Higher Education and the Future of Graduate Employability
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Higher Education and the Future of Graduate Employability

A Connectedness Learning Approach

Edited by Ruth Bridgstock and Neil Tippett

This book challenges the dominant ‘employability skills’ discourse by exploring socially connected and networked perspectives to learning and teaching in higher education. Both learning and career development happen naturally and optimally in ecologies, informal communities and partnerships. In the digital age, they are also highly networked. This book presents ten empirical case studies of educational practice that investigate the development of learner capabilities, teaching approaches, and institutional strategies in higher education, to foster lifelong graduate employability through social connectedness.
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Chapter 15: Future connections: implications for connectedness strategy, pedagogy and capability in higher education

Ruth Bridgstock and Neil Tippett

Abstract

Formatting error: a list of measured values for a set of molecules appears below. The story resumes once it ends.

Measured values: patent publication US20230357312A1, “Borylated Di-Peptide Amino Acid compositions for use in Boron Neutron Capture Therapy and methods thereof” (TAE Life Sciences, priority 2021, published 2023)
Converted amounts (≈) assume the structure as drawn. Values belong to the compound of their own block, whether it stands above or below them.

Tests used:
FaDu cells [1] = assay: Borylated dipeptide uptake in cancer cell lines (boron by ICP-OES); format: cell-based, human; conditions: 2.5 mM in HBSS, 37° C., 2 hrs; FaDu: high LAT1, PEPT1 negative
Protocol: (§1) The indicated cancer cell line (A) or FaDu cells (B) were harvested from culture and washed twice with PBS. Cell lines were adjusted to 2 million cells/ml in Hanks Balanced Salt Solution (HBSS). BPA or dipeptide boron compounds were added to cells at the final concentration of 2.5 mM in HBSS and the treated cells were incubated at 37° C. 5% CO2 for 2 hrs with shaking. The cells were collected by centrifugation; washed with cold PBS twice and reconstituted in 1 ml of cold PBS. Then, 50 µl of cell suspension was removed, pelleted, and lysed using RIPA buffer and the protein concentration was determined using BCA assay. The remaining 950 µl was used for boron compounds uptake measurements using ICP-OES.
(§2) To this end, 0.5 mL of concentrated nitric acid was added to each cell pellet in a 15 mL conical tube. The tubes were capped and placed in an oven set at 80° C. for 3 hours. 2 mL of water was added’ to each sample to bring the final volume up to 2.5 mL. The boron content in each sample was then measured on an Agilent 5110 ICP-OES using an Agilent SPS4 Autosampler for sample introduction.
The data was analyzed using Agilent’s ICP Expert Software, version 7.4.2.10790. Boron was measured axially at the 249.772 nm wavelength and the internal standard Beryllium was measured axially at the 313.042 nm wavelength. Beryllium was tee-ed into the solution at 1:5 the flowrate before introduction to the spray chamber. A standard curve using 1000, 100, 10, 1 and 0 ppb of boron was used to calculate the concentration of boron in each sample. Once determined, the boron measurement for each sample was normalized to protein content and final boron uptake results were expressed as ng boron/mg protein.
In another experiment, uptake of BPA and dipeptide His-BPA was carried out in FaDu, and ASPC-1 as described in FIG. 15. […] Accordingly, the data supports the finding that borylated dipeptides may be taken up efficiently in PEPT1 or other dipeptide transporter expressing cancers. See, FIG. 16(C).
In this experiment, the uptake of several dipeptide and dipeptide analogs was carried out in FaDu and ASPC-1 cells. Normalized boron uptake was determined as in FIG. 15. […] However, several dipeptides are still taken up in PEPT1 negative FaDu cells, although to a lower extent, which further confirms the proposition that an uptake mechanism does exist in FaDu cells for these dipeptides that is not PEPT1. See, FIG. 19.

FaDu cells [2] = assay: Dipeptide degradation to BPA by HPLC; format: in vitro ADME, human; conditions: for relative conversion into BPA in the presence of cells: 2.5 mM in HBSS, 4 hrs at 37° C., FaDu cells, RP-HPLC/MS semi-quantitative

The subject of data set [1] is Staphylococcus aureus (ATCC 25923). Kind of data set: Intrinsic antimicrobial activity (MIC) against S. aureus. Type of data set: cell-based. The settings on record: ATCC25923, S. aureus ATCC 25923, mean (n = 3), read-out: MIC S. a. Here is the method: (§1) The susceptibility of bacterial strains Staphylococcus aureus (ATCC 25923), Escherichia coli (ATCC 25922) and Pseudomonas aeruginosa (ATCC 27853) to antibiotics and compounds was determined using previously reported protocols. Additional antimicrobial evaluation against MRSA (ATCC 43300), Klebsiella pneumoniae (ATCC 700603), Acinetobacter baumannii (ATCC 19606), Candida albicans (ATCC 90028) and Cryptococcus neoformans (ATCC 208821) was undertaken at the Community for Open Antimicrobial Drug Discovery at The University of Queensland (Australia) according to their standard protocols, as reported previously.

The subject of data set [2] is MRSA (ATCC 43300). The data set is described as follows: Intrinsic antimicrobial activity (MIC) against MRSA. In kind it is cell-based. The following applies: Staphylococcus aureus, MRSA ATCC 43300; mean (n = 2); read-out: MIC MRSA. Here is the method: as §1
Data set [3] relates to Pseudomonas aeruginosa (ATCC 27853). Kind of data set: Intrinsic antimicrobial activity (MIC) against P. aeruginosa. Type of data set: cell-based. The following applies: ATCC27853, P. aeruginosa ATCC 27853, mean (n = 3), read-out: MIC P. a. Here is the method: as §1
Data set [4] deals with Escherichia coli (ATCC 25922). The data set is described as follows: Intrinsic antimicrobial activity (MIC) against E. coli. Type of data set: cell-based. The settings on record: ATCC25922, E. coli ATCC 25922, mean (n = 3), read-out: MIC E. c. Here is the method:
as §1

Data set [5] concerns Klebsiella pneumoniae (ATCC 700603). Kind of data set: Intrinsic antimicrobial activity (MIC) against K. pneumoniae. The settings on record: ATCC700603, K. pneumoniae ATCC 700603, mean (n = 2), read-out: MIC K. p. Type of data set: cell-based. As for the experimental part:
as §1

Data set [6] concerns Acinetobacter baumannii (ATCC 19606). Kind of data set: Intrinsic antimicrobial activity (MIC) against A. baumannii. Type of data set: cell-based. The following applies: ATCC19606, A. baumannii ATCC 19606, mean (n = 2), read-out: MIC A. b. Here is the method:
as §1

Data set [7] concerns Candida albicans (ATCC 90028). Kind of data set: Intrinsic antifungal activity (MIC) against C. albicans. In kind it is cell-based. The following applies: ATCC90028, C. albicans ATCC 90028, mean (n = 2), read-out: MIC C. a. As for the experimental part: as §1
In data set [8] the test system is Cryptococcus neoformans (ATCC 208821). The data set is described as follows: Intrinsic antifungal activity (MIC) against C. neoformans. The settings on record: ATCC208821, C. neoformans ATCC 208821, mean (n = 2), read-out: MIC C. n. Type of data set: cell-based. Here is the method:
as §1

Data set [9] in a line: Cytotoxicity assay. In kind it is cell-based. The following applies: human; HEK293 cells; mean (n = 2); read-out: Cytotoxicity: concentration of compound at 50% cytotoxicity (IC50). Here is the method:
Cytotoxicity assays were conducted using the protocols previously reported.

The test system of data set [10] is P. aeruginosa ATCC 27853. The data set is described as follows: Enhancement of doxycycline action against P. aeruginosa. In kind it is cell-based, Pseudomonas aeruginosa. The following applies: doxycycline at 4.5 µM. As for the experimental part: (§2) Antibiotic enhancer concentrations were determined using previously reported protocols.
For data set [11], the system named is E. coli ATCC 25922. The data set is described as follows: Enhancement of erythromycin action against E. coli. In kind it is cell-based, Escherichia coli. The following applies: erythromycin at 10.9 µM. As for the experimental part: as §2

This chapter reviews and discusses the key findings that emerged from the ten case studies of connectedness learning practice, considering the current connectedness capabilities of higher education students and recent graduates, the potential for using existing pedagogic strategies to integrate connectedness into higher education curricula, and the challenges and opportunities associated with implementing broader institutional enabling strategies to foster greater intra- and inter-institutional connectedness. The application of the Connectedness Learning Approach across differing higher education contexts suggests that there is no single way in which universities should support connectedness learning. Rather, connectedness learning requires a detailed understanding of the institution, its students and its wider stakeholders, through which the pedagogic approaches and wider enabling strategies that enhance connectedness capabilities can be designed and enacted. Finally, in considering the future of higher education, the chapter asks what are the future forces that will shape learners, learning, teaching, and the university, and what role will connectedness play in supporting higher education to navigate the turbulent times ahead?

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